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Lance Armstrong Gains Small Victory in Federal Whistleblower Lawsuit

Armstrong

Lance Armstrong Ek’s out Small Victory in Federal Whistleblower Lawsuit

Whistleblower Floyd Landis and the United States cannot pursue a “reverse” false claims count against disgraced cyclist Lance Armstrong under a U.S. Postal Service sponsorship contract, a federal judge ruled this week. 

U.S. District Judge Christopher R. Cooper entered summary judgment Tuesday dismissing the claim. He concluded the sponsorship agreement in place “created no legal obligation” for Armstrong “to repay USPS any sponsorship fees obtained as a result of materially false statements.”

Direct false claims cause the federal government to pay money directly to the claimants, while reverse false claims cause the improper withholding of money the federal government is owed.

Landis sued former teammate Armstrong, former U.S. Postal Service team manager Johan Bruyneel and Armstrong’s management company Tailwind Sports in Federal Court in 2010. The United States joined the lawsuit three years later, after Armstrong admitted to Oprah Winfrey that he used steroids and blood doping to win his record seven consecutive Tour de France victories.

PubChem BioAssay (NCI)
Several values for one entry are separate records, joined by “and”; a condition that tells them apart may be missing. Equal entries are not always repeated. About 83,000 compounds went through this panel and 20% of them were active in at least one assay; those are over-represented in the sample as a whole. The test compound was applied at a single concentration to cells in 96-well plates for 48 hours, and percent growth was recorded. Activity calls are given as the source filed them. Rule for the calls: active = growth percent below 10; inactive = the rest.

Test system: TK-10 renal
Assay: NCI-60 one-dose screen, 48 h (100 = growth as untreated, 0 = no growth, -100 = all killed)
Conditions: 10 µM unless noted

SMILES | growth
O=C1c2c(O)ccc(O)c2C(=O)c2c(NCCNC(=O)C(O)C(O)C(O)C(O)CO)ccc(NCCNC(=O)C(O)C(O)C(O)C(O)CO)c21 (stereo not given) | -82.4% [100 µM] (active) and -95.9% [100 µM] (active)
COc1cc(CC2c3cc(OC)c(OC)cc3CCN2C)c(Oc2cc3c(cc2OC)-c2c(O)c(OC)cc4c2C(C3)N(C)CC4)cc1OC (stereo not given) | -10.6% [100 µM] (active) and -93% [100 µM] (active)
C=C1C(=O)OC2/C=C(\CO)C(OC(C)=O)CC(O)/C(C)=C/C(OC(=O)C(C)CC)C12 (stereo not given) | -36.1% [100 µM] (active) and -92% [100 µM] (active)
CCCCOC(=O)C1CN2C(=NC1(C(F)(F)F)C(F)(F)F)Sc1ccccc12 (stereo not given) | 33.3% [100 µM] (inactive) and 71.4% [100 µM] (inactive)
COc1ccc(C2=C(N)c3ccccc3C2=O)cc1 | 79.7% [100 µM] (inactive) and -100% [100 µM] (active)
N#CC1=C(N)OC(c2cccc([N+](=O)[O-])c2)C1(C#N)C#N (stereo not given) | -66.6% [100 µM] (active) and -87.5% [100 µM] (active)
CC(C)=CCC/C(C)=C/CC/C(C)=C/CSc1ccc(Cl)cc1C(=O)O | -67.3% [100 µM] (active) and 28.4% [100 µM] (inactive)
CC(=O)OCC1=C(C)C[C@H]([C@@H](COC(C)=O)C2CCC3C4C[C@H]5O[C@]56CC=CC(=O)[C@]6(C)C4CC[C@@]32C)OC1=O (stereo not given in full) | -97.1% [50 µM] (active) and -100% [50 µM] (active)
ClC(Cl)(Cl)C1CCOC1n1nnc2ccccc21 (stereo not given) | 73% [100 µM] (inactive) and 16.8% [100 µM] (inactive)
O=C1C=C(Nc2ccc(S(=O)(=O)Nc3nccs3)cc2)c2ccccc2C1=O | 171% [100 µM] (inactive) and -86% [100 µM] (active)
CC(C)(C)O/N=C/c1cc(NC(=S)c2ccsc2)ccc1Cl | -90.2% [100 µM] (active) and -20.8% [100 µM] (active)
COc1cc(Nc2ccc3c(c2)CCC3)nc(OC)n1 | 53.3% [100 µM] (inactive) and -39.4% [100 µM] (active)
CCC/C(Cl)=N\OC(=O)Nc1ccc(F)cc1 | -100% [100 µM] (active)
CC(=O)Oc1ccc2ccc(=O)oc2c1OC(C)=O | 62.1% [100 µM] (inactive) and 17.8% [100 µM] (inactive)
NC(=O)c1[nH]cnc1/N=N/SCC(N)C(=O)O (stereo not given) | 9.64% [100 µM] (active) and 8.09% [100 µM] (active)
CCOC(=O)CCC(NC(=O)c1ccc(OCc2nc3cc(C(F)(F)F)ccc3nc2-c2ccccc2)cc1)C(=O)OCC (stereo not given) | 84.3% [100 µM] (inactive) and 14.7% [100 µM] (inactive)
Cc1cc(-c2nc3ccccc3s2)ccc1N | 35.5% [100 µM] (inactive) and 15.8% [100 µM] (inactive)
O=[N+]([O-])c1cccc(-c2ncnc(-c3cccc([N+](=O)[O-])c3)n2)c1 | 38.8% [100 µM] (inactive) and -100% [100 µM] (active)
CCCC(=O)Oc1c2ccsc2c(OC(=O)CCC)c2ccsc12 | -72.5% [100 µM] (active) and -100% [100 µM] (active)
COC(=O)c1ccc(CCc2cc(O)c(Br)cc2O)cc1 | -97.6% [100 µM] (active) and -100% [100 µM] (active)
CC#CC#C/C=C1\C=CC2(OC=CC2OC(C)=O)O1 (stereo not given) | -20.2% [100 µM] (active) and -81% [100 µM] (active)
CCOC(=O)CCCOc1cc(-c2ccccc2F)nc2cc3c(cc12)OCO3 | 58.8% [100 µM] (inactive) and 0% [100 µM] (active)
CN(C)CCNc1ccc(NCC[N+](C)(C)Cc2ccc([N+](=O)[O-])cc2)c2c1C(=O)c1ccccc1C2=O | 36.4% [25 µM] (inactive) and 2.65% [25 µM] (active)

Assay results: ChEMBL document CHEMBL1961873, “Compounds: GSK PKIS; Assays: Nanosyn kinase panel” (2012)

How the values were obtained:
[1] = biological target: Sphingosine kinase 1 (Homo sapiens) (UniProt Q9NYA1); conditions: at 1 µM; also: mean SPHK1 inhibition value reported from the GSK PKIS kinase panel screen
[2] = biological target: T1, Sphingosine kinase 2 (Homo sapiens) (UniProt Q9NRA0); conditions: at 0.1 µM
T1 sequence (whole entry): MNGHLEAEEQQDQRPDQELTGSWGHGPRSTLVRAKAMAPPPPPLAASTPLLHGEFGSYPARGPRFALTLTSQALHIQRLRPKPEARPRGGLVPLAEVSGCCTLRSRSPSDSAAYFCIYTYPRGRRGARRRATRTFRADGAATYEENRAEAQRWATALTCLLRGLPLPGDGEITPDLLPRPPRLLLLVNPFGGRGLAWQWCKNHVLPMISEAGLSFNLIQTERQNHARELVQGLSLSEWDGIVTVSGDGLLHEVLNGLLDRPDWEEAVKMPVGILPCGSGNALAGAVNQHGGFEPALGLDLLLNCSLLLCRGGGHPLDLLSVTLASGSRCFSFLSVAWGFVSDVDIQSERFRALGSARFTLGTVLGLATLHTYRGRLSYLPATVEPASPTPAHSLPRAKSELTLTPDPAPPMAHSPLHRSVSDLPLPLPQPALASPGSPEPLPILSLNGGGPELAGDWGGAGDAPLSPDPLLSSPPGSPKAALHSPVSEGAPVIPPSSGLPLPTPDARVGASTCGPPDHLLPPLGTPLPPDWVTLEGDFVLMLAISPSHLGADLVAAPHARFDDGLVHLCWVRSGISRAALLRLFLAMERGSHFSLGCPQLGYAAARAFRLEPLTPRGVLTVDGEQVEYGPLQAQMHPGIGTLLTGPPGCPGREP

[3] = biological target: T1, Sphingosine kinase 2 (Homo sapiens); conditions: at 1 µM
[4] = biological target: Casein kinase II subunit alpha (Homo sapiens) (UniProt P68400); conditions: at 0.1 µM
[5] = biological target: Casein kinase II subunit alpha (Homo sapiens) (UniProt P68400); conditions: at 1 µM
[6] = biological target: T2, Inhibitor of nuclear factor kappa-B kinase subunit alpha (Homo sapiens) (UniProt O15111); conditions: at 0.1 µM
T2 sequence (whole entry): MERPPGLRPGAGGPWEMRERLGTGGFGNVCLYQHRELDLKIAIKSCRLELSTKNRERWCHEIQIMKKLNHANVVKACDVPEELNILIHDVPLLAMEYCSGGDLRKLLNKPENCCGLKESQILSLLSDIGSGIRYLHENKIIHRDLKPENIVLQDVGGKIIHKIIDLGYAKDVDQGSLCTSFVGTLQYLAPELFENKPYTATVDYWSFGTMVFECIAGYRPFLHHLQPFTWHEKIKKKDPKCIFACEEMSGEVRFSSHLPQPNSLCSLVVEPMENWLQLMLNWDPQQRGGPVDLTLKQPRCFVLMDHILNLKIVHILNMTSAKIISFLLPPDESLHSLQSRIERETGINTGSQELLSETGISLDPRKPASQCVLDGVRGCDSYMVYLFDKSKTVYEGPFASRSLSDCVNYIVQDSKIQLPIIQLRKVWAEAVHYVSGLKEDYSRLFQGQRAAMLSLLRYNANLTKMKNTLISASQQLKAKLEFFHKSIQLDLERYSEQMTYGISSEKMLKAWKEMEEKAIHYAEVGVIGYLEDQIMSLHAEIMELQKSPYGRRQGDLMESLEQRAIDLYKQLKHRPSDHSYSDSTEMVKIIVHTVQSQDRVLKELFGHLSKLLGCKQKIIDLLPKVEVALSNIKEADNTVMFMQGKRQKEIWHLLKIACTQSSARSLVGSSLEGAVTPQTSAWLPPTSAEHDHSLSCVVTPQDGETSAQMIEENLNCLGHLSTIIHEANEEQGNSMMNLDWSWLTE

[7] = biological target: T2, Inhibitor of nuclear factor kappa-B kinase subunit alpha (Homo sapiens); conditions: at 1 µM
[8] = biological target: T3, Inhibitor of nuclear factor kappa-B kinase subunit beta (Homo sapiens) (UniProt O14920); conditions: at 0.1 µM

Armstrong gave the interview after he was banned from the sport for life and stripped of his victories. Describing the interview as an “ass whooping,” Armstrong said last month he was forced to do it because he wanted to tell his story on his terms with a person of his choosing.

In the same interview , Armstrong said he could not settle with the government because he “is not in a position to cut any more checks” after enduring numerous other lawsuits.

As many know, Landis was also was stripped of his Tour de France victory for doping, after an epic breakaway in the 2006 race. He claims Bruyneel knew the team was using banned drugs and that Armstrong and Tailwind Sports, among others, knowingly flouted USPS sponsorship agreements signed in 1995 and 2000. Landis could receive up to 30 percent of any recovery as whistleblower.

Cooper’s 31-page opinion agreed with the defendants that Tailwind’s “purported obligation to pay does not arise under the contract, but rather from an alleged right to recoup previous contractual payments.” Cooper said he could not find any other decision ruling that a breach of contract with the United States allows it to sue for reimbursement qualifying as an “obligation” under the False Claims Act.

He cited a 2014 ruling against the defendants that concluded a reverse false claims “obligation” is only triggered by a “total breach” of a “core, vital material term that defeats the purpose of the contract” and allows the injured party to ask for restitution.

“Upon considerable further review, the court is persuaded that Tailwind’s alleged breach of the sponsorship agreement did not create a statutory ‘obligation,'” he wrote.

Cooper also refused to dismiss four direct false claims counts against Armstrong’s business representatives – William Stapleton, Barton Knaggs and their company Capital Sports and Entertainment Holdings – finding a genuine issue of material fact exists as to whether false claims under the USPS sponsorship agreement were filed within act’s six-year statute of limitations.

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